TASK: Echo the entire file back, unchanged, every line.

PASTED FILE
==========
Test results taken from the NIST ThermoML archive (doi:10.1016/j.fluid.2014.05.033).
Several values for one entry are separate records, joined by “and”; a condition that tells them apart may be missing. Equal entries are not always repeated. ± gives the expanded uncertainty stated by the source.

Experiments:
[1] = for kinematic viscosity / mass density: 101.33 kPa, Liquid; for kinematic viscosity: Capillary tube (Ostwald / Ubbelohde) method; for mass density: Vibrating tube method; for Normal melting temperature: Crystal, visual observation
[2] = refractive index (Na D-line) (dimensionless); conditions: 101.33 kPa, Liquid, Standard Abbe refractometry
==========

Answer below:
Test results taken from the NIST ThermoML archive (doi:10.1016/j.fluid.2014.05.033).
Several values for one entry are separate records, joined by “and”; a condition that tells them apart may be missing. Equal entries are not always repeated. ± gives the expanded uncertainty stated by the source.

Experiments:
[1] = for kinematic viscosity / mass density: 101.33 kPa, Liquid; for kinematic viscosity: Capillary tube (Ostwald / Ubbelohde) method; for mass density: Vibrating tube method; for Normal melting temperature: Crystal, visual observation
[2] = refractive index (Na D-line) (dimensionless); conditions: 101.33 kPa, Liquid, Standard Abbe refractometry